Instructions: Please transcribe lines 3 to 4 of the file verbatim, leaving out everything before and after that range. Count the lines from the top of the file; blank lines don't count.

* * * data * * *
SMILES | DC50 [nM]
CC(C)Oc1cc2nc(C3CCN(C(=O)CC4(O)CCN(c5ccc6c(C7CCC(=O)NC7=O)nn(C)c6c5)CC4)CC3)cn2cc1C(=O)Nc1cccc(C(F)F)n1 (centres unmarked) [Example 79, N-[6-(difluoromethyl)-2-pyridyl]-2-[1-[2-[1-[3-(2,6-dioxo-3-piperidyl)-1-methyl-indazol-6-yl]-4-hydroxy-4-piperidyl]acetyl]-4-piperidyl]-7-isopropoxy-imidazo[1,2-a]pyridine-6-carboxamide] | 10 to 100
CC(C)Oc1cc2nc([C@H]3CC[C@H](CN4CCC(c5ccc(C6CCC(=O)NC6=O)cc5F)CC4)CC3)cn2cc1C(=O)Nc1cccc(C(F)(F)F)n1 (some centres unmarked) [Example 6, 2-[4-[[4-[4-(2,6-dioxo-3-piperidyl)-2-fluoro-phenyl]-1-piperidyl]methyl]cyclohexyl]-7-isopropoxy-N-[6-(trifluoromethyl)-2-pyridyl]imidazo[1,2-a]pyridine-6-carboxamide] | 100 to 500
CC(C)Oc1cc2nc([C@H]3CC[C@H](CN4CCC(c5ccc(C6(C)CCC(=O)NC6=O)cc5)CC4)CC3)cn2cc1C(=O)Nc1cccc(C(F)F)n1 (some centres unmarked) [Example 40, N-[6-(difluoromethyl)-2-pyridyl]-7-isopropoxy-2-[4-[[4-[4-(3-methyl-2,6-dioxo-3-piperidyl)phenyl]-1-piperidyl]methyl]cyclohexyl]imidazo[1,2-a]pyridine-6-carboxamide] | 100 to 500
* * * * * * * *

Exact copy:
CC(C)Oc1cc2nc([C@H]3CC[C@H](CN4CCC(c5ccc(C6CCC(=O)NC6=O)cc5F)CC4)CC3)cn2cc1C(=O)Nc1cccc(C(F)(F)F)n1 (some centres unmarked) [Example 6, 2-[4-[[4-[4-(2,6-dioxo-3-piperidyl)-2-fluoro-phenyl]-1-piperidyl]methyl]cyclohexyl]-7-isopropoxy-N-[6-(trifluoromethyl)-2-pyridyl]imidazo[1,2-a]pyridine-6-carboxamide] | 100 to 500
CC(C)Oc1cc2nc([C@H]3CC[C@H](CN4CCC(c5ccc(C6(C)CCC(=O)NC6=O)cc5)CC4)CC3)cn2cc1C(=O)Nc1cccc(C(F)F)n1 (some centres unmarked) [Example 40, N-[6-(difluoromethyl)-2-pyridyl]-7-isopropoxy-2-[4-[[4-[4-(3-methyl-2,6-dioxo-3-piperidyl)phenyl]-1-piperidyl]methyl]cyclohexyl]imidazo[1,2-a]pyridine-6-carboxamide] | 100 to 500